The next investigation into a noise complaint results in Walter’s post three o’clock visit to what appears to be a den, where the non-stop-in-motion canine on the top rung of a ladder is employing makeshift kitchen appliance additions to the television antenna, which is helping to stabilize the image on the screen of poodle with an odd head piece. Among other “sophisticated” hardware Stanley makes use of are a kitchen strainer, ladle and spatchler. A buzzing electrical current is approaching the cat’s tail. Walter shrugs the whole business off, tell the family that Stanley has repaired the television. But shortly after they return to bed they once again are awakened by a splashy sound in the bathroom. Walter soon discovers Walter is turning wrenches on pipes and has run wires to and from and around the pipes in a scene that deliriously recalls The Three Stooges’ classic short film A Plumbing We Will Go. Despite all the evidence Walter tells his family that Stanley has cleared the bathtub drain, when of course Stanley’s aims are so much higher literally and figuratively. One hose runs right up to though the toilet bowl. By then the family was completely fed up:
Now Wilma wasn’t happy./And the children threw a fit./”We’ll never get to sleep tonight/If Stanley doesn’t quit!”/”I understand,” said Walter, “And I’ll talk to him right now.”/But just as Walter turned to go. There was a big–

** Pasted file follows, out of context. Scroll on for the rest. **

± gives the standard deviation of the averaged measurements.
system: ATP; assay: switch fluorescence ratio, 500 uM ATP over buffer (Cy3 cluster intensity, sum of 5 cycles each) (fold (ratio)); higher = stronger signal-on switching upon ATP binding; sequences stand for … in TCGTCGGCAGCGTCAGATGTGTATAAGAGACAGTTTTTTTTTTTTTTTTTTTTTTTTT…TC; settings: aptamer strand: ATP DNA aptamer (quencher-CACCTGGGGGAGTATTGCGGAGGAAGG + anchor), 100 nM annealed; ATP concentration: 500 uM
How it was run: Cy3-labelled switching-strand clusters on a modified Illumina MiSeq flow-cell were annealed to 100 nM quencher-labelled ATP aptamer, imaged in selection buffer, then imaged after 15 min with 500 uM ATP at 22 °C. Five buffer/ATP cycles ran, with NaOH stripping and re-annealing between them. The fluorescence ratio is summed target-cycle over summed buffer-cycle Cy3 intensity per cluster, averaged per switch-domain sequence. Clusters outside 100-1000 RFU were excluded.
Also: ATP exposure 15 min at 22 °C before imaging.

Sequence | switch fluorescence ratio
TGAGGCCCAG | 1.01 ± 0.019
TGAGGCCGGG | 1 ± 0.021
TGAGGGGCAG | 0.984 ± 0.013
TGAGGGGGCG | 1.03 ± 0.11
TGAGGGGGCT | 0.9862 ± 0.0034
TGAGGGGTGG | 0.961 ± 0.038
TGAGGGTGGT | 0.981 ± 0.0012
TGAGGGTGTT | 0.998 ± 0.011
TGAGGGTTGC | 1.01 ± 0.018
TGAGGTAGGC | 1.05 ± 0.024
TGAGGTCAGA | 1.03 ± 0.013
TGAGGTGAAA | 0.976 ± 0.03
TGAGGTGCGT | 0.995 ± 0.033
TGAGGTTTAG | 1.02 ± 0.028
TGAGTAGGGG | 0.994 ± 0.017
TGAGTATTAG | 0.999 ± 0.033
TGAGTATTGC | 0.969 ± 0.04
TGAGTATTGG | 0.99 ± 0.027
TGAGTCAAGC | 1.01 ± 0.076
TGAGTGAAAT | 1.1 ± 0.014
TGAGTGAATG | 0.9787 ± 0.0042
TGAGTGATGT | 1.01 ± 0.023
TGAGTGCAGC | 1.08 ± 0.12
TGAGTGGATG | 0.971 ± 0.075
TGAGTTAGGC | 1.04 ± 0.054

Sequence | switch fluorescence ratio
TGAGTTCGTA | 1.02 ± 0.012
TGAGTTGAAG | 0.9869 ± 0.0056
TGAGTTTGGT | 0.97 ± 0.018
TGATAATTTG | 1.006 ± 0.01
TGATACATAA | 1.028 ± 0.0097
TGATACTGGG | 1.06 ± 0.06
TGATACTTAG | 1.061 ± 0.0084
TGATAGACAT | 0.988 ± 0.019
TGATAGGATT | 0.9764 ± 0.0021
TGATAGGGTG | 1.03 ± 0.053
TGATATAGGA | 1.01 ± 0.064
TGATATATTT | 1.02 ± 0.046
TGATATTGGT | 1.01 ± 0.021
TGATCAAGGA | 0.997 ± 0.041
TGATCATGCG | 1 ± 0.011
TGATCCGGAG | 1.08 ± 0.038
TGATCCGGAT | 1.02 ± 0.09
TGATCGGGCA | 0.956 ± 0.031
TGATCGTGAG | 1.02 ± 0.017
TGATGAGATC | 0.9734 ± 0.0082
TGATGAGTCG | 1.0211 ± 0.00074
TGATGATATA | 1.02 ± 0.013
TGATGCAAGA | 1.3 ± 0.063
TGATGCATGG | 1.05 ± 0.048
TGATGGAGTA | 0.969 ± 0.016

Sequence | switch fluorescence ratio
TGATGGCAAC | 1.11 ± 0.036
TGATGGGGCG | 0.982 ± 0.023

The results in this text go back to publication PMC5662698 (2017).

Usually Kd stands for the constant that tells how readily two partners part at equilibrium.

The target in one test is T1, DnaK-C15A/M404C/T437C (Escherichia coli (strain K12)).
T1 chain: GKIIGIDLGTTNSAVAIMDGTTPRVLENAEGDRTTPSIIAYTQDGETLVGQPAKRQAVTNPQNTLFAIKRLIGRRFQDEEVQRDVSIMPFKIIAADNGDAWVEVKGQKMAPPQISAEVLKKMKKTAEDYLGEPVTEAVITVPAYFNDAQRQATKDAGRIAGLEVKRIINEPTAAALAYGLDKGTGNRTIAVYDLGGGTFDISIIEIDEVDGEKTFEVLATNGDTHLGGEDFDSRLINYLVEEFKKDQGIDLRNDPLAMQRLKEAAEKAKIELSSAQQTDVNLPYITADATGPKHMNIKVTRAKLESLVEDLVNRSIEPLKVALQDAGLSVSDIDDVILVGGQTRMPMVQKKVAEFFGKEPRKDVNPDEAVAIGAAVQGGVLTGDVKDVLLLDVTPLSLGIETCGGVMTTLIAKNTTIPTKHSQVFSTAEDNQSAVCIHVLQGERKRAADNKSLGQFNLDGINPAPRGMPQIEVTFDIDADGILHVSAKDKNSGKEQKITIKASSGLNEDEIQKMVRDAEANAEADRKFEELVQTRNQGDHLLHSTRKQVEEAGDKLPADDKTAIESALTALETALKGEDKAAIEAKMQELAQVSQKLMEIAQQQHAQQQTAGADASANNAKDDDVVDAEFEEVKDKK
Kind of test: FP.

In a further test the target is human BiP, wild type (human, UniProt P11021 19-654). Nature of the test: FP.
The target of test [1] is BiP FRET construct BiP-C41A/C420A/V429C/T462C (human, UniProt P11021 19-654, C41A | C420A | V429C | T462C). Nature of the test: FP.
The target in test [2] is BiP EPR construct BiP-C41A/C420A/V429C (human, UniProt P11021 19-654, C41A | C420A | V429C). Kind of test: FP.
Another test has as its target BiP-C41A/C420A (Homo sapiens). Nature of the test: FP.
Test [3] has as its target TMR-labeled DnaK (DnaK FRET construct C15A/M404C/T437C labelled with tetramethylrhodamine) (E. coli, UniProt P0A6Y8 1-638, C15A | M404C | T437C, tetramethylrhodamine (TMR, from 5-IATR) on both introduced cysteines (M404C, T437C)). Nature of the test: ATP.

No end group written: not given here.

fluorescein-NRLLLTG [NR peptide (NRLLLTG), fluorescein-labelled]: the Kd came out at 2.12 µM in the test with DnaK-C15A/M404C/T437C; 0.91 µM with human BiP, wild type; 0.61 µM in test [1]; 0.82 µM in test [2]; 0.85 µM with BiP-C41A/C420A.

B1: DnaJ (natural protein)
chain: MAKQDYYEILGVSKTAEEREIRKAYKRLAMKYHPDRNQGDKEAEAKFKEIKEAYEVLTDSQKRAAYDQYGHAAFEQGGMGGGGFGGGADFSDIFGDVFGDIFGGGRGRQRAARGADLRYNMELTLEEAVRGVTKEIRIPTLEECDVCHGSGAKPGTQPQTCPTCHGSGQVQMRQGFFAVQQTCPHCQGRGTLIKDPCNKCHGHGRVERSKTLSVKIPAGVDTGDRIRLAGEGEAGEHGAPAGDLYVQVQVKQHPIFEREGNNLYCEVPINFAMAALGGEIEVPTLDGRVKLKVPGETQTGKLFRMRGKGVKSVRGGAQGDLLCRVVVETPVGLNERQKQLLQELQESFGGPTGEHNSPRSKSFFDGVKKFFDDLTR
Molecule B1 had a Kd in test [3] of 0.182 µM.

It turned out to be a double page spread “Kapow” which sent everyone including Max the cat flying, and a verse ends with Walter stating “It’s only Stanley”. We’re going to the—(after the “soon” of the previous line most readers understand that “moon” is the destination of a rocket launch of their entire house which lands on the cratered satellite of the earth, where Stanley runs to find the object of his miraculous interplanetary trip and of his affections). The family eye the new couple with approval from a nearby crater, where one can now see why the steeple shaped house made for an ideal rocket.
Agee’s art is extraordinary, and gleefully never tones down its droll sense of humor. The entire mise en scene is curiously oddball, the preposterous conceit somehow believable in the context of family dynamics. There is a clear leader in this family, with the others either too self-occupied or weak to pose any challenge. Watching our ingenious and determined after hours marauder put together a fool proof plan while the supposed leaders balk at interference is a thing of beauty. The pleasing deep salmon orange color is superbly chosen for this dysfunction space travel story. Bold black lines and muted colors make for a cartoonish scheme, but somehow that doesn’t properly frame what is uniquely and deliriously Jon Agee. It’s Only Stanley is a true original and one too long overdue for Caldecott recognition. The Horn Book’s head honcho Roger Sutton has often waxed lyrical about his full body of work including this book, saying in summation “Make sure readers have their seat belts fastened”, and artist Sergio Ruzzier has called Agee a “genius.” No book released this year brings on as many devilish smiles.
Note: This is the thirty-third review in the 2015 Caldecott Contender series that will be published at this site over the coming months, up until the January 11th scheduled awards date. The books that will be examined are not necessarily ones that are bonafide contenders in the eyes of the voting committee, but rather the ones this writer feels should be. The order they will be presented is arbitrary as some of my absolute favorites will be presented near the end.